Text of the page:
- It will create a list of the bacteria that are misaligned
- It will tell in which way these bacteria are misaligned (too much or too little)
- Based on that list, we may try re-enforcement learning to give it the goal of the healthy microbiome baseline, so it learns how to get there with what it knows about bacteria’s food preferences
As of now, I’ve only completed the first phase, which looks something like this:
- Getting datasets of obese microbiomes and labeling them as such
- Getting datasets of healthy microbiomes and labeling them as such
- Joining and mixing those 2
- AI will train on specific diversity numbers of independent bacteria and will learn to tell if that concentration is healthy or obese
- AI will also train on whole data sets of obese and healthy microbiomes to learn about them as a whole system
So that’s what I did.
This was, without a doubt, the longest step. At first, I was trying to get data sets from research papers. After looking at many different websites, I found this one. I love it, it’s wonderful because it’s simple to use, and has a lot of different data.
Next, I had to clean that data. That included getting rid of columns that I wouldn’t use (like run IDs) and rows of strains that weren’t useful either. Then I also had to “reshape” the dataset to make clear which were my dependent and independent variables. Finally, I renamed a lot of the information to numbers. As far as I know, I had to do that to make the program work.
Maybe I shouldn’t have been that lazy when choosing a model. However, I had worked on some simple Machine Learning projects in the past, so the easiest thing was to simply adapt those to this project.
A Decision Tree Classifier gave me the best results when classifying specific strains as belonging to a healthy or an obese person. I honestly didn’t have a lot of data, so I think that the 100% accuracy that my model gained was due to luck.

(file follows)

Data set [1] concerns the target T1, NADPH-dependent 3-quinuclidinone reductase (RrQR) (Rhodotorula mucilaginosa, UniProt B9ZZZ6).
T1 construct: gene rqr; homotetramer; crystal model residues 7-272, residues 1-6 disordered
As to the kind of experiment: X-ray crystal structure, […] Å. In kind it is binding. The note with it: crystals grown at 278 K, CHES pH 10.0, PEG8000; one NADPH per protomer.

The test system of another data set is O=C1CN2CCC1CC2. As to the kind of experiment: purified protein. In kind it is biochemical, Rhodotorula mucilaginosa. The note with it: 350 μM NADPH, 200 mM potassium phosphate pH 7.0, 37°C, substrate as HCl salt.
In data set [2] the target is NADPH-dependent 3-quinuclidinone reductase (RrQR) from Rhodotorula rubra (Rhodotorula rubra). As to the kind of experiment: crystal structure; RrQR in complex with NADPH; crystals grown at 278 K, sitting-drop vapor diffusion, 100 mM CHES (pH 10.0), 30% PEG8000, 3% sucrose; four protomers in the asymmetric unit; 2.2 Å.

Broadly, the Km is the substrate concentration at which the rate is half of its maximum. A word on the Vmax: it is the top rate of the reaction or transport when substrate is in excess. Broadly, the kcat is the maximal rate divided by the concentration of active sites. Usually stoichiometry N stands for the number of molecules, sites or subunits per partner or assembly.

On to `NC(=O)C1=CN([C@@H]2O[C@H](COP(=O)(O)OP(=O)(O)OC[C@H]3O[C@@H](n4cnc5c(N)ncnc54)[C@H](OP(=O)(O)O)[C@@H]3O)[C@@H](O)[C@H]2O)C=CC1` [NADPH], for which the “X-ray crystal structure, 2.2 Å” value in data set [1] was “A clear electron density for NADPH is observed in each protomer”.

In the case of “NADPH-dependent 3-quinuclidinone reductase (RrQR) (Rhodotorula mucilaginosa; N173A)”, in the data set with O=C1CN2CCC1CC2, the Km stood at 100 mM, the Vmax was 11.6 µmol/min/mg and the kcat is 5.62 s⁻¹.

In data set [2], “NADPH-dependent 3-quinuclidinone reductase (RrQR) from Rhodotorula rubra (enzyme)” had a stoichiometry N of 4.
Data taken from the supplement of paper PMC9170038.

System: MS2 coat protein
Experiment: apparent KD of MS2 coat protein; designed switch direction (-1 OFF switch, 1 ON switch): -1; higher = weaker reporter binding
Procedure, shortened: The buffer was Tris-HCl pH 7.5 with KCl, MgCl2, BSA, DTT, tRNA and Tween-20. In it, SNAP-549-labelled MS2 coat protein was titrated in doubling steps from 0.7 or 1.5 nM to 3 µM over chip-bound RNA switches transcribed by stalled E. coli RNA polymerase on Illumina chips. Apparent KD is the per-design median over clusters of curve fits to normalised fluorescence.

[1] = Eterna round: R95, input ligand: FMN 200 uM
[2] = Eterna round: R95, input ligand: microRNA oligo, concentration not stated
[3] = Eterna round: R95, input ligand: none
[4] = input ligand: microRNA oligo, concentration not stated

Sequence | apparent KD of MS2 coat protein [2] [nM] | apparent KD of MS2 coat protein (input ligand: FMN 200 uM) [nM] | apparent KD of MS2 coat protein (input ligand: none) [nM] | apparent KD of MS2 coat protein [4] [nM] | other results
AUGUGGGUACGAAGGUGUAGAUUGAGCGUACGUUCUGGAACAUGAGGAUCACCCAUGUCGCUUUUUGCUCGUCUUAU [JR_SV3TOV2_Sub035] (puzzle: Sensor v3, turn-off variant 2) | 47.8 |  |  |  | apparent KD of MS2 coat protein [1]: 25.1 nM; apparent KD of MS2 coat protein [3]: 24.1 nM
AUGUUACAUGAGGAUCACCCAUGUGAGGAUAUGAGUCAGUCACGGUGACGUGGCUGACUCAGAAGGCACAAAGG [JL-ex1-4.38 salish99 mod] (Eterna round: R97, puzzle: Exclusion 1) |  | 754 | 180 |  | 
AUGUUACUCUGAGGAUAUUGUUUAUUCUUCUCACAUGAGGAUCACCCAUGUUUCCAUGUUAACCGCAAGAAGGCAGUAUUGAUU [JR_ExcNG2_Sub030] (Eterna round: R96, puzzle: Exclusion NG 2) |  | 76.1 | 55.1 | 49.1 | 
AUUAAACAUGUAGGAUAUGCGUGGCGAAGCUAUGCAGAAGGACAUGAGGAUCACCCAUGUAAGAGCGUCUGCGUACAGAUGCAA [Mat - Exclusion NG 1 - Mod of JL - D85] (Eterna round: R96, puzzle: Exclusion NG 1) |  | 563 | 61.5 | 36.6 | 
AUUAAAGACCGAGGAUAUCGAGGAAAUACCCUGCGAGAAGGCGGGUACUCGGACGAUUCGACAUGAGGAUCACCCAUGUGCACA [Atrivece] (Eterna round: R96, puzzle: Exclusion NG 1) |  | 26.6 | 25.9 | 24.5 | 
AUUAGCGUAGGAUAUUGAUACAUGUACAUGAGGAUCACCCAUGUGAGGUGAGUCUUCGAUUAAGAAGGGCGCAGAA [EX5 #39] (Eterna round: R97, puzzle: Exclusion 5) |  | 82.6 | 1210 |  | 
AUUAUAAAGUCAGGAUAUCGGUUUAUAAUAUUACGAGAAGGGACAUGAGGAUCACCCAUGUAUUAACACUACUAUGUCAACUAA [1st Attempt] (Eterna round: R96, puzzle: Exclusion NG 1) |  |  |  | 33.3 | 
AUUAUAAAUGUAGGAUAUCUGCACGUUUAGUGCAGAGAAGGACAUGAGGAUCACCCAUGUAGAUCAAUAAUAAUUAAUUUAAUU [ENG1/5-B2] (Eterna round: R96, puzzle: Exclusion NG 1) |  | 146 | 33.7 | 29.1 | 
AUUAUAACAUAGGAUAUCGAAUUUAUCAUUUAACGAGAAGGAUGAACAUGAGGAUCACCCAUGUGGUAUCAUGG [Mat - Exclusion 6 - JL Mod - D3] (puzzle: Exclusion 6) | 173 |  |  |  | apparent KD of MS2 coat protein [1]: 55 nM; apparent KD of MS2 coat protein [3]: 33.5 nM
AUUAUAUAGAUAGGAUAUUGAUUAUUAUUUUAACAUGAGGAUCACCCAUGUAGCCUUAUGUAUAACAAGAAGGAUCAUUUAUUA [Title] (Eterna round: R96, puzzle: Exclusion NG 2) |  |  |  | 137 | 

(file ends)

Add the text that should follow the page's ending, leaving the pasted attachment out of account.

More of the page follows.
When classifying whole microbiomes, the best-performing model was logistic regression, with 75% of accuracy.
What this means
In short, I coded an AI model that could classify both bacterial strains and whole microbiomes as “healthy or obese”. Meaning, AI could tell if a specific bacterial strain or a whole microbiome belonged to an obese or a healthy person.
My intention behind that first phase of the project was getting familiar with gut microbiome data, and being able to obtain that list of bacteria that play a key role in obesity (if there is one).
What I’m already trying to do is obtain that list of important criteria by visualizing the decision tree. My main area of improvement for that now is managing data with python quickly, and solving syntax errors.
Note: If you’re working on something similar or know someone who could give me professional feedback on this project, I would highly appreciate it. You can find my social media links at the bottom of this article :)
Having learned about AI for some months, I wouldn’t say it’s my passion (at least not yet) but I feel proud of what I’ve built so far, and I will want to stay updated in everything that happens in this field, especially things that have to do with biotech too!
One insight I got is that a lot of scientists are already using these tools, and the fact that companies like Viome exist, make it a bit challenging for me to come up with something truly innovative.
However, I will follow a friend’s advice: not because someone’s already doing something, does it mean that it’s the best it can be. You can do it too, and you should try to improve it.